Since the fall of the Berlin Wall, the West has tried to impose a quid pro quo of democratic elections in exchange for aid. Unfortunately, this well-intended policy has had unintended consequences. As the Oxford economist Paul Collier recently noted, the need for political order is especially strong in fragile environments. Yet elections produce winners and losers, not power-sharing structures. This breeds conflict and corruption, which undermine the rule of law. The West’s old reflex of prescribing a “copy-paste” of its own institutions in an alien context can end up being counterproductive.
Western donors are often dissatisfied with the results of democratic elections (think of Tunisia or Egypt after the Arab Spring) or prefer to support long-time strongmen such as Egypt’s Hosni Mubarak (1981-2011), Cameroon’s Paul Biya (1982-present), Republic of Congo’s Denis Sassou Nguesso (1979-1992 and 1997-present) and Chad’s Idriss Deby (1990-present) for the sake of political stability – even if it contradicts their pleas for democracy. In the same vein, donors often insist on reforms as a condition for aid, even when it is obvious that recipient governments and bureaucracies are incapable of implementing them. The process becomes a parody on both sides.
Given these drawbacks, future approaches to “development cooperation” will probably depart from the traditional aid model. Some trends are already visible and will probably gain prominence.
Over the past decade, traditional donors have had to adjust themselves to competition from rising powers, especially China. For example, the Busan Forum in 2011 was forced to de-emphasize some aid “targets” to get these players on board with the 2005 Paris Declaration on Aid Effectiveness. While the advent of new donors may not always favor accountability and transparency, it does help build more infrastructure in poor countries, which helps their economies grow and trade.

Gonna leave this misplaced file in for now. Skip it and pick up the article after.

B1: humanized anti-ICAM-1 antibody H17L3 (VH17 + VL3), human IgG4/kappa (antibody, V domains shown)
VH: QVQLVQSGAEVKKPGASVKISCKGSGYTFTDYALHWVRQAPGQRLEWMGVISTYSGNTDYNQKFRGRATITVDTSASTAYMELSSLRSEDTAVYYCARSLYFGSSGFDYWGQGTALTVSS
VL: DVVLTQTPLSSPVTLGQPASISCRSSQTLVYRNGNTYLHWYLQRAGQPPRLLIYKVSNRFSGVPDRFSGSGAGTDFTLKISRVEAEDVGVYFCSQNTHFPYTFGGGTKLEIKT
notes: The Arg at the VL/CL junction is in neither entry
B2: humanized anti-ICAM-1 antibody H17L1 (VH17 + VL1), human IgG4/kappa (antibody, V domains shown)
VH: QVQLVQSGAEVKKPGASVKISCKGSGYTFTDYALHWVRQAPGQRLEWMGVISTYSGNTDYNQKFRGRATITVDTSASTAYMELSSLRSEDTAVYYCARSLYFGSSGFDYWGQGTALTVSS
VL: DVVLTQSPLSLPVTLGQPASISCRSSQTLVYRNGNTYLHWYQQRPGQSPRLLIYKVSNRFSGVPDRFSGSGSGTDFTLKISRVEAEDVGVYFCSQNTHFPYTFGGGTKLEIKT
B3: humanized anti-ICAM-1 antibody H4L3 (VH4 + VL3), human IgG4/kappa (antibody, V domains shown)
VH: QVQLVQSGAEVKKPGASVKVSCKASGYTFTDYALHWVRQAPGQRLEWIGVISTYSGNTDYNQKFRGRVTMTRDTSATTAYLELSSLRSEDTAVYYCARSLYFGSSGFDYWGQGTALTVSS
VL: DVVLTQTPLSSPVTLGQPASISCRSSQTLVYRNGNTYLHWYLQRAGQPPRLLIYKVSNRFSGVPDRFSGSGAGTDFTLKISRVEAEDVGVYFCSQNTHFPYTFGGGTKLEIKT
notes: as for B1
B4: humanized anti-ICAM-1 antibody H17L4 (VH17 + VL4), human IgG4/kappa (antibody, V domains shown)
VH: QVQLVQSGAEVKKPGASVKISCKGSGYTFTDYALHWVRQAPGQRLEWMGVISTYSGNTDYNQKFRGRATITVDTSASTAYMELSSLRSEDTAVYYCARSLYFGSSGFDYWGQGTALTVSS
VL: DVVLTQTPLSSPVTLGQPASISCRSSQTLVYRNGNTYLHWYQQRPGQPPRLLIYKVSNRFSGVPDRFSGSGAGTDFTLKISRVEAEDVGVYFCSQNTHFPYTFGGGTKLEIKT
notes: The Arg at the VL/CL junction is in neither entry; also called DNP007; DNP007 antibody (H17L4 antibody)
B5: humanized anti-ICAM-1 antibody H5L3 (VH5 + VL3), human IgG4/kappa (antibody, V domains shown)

The private sector is the surest vector of development, but mixing public and private money often breeds cronyism.
Given China’s geopolitical ambitions, this trend will likely continue. It certainly gives new leverage to strongmen in poor countries, since they can “shop around” and play donors against each other, threatening to switch to another sphere of influence as in the good old days of the Cold War. It is not yet clear just how disruptive this “South-South” nexus will be to the geopolitics of the traditional global powers, or whether it will produce a peaceful system of “multipolar” development cooperation in the long run.
A parallel trend, seemingly inspired by the first, is for Western donors (especially the U.S. and the UK) to place less emphasis on effectiveness and more on “aid for trade.” The objective is to develop poor countries’ trading capacity so they can benefit from global markets. This strategy focuses on improving conditions for the private sector, especially in energy and transport infrastructure, along with providing enhanced “development finance.”
While this sounds like a very good idea for boosting long-term growth, some issues remain. One is that the strategy reduces the “ownership” of recipient governments and might spur their resistance, which would destroy effectiveness. For example, the World Bank’s new strategy of “de-risking” fragile countries to lure private investors has already been criticized as a form of “neo-paternalism” by critics on the left.
Some, like economist Paul Collier, insist that aid money should be used to get pioneering firms to go and create new markets in fragile states. While there is no doubt that the private sector is the surest vector of development, mixing public and private money often multiplies the risk of cronyism and “socialization” of losses – not the best recipe for accountability.